Tesco will return £585m that it received as part of a business rates relief package.
The company was grateful for the financial support but stated it had remained “resilient” despite the pandemic.
It stated that whilst the money was game changing it would be returning it in full.
It will be able to return the money thanks to it’s efficient handling of the pandemic crisis.
“We will work with the UK government and devolved administrations on the best means of doing that.”
Business rates relief was extended to all retailers as part of a £10bn package back in March.
At the time there was “a real and immediate risk to the ability of supermarkets to feed the nation”, according to Tesco.
“We are immensely grateful for the financial and policy support provided to us by the governments of the UK.
“This was a game-changer and allowed us to ensure customers got access to the essentials they needed.”
What are business rates?
Business rates are a tax on most properties used for a business purpose.
How much a company pays per property depends on there ‘rateable value’ which is determined by it’s estimated value on the open market.
Business rate relief was offered to businesses in the leisure, hospitality and retail sectors in order to take the edge off the financial disruption caused by Coronavirus.
This means they won’t pay business rates for the tax year of 2020 – 2021.
Tesco will return £585m, but not because it didn’t need the money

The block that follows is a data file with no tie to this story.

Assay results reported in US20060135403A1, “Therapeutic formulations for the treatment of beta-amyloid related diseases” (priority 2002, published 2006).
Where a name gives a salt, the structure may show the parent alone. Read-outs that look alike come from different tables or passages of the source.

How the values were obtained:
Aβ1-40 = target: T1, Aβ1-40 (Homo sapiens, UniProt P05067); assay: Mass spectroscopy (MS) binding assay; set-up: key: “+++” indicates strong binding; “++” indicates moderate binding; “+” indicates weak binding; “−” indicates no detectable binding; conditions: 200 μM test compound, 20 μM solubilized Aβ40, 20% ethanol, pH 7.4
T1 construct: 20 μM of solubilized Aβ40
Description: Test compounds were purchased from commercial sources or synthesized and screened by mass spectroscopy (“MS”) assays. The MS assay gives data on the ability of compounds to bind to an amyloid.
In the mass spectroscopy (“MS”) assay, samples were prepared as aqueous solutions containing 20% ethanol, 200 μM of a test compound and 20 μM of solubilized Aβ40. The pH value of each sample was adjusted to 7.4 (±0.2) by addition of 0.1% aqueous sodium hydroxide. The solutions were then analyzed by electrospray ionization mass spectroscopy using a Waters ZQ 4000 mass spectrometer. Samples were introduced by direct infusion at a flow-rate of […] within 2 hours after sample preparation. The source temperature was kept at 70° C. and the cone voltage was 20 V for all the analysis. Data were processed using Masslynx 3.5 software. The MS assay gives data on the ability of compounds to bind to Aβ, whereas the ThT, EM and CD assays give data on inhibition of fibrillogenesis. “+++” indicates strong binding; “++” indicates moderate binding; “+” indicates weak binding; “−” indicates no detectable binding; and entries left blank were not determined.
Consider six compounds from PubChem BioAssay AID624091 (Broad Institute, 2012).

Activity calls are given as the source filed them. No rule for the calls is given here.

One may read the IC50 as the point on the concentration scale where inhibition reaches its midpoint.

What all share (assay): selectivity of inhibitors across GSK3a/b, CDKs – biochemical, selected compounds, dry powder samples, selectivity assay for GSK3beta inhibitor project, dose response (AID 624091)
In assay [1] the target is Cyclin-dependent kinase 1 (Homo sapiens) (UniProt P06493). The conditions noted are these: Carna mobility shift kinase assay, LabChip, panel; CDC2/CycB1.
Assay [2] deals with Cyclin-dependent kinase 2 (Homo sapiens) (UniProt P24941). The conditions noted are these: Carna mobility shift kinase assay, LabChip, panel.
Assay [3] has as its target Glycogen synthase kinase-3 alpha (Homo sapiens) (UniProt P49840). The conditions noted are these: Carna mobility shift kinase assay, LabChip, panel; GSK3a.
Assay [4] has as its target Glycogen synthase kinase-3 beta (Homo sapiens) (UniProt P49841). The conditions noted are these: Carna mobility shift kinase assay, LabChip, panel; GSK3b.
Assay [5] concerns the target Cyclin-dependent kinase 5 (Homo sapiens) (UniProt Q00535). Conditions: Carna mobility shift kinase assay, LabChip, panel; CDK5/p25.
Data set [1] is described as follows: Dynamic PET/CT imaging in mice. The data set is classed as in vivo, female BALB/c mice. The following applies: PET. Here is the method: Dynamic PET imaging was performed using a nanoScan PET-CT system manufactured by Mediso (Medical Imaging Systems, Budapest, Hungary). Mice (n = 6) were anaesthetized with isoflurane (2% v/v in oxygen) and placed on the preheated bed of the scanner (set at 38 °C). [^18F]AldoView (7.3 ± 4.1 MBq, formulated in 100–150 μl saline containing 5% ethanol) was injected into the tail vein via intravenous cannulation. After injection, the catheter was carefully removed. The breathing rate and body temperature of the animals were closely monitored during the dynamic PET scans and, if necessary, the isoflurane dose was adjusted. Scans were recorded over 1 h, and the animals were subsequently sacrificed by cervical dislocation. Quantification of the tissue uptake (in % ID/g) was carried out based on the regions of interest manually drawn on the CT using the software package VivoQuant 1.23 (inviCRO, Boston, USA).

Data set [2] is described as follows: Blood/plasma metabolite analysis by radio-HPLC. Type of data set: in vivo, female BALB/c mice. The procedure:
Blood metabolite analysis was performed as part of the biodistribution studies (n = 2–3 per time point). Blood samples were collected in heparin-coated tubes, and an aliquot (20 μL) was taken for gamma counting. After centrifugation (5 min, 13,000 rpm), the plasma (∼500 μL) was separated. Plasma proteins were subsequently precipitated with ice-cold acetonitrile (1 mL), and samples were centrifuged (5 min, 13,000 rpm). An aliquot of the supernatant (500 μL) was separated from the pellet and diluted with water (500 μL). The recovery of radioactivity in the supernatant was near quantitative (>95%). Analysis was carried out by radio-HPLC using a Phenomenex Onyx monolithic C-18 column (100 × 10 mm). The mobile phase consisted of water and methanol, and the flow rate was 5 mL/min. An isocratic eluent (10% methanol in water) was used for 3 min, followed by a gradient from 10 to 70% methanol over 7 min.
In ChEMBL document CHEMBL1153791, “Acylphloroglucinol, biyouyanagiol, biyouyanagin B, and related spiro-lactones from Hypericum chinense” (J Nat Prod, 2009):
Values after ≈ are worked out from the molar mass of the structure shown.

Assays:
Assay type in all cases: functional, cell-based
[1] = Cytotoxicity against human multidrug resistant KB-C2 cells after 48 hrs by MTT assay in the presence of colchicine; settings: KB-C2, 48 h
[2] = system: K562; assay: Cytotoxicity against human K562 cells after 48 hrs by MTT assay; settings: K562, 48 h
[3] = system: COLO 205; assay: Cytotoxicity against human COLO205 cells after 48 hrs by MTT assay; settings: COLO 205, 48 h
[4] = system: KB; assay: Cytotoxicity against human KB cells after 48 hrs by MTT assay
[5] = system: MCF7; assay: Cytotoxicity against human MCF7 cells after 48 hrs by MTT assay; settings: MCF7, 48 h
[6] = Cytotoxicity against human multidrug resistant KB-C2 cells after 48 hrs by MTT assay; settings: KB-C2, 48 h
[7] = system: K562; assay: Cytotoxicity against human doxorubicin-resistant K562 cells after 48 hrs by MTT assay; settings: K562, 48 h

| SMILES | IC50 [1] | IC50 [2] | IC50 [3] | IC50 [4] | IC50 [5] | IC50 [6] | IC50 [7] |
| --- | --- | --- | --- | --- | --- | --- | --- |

Tesco said it was able to use “every penny” to invest in colleagues and support it’s customers and suppliers.
The money gave the company some measure of security in a time of uncertainty to make business saving decisions.
“Every penny of the rates relief we have received has been spent on our response to the pandemic.
“Our latest estimate at our interim results in October was that Covid would cost Tesco [about] £725m this year – well in excess of the £585m rates relief received.
“Ten months into the pandemic, our business has proven resilient in the most challenging of circumstances.
“While all businesses have been impacted – many severely so – we have been able to continue trading throughout, serving many millions of customers every day and although uncertainties still exist, some of the potential risks faced earlier in the year are now behind us.”
Ken Murphy, Chief Executive of Tesco said: “Giving this money back to the public is absolutely the right thing to do by our customers, colleagues and all of our stakeholders.”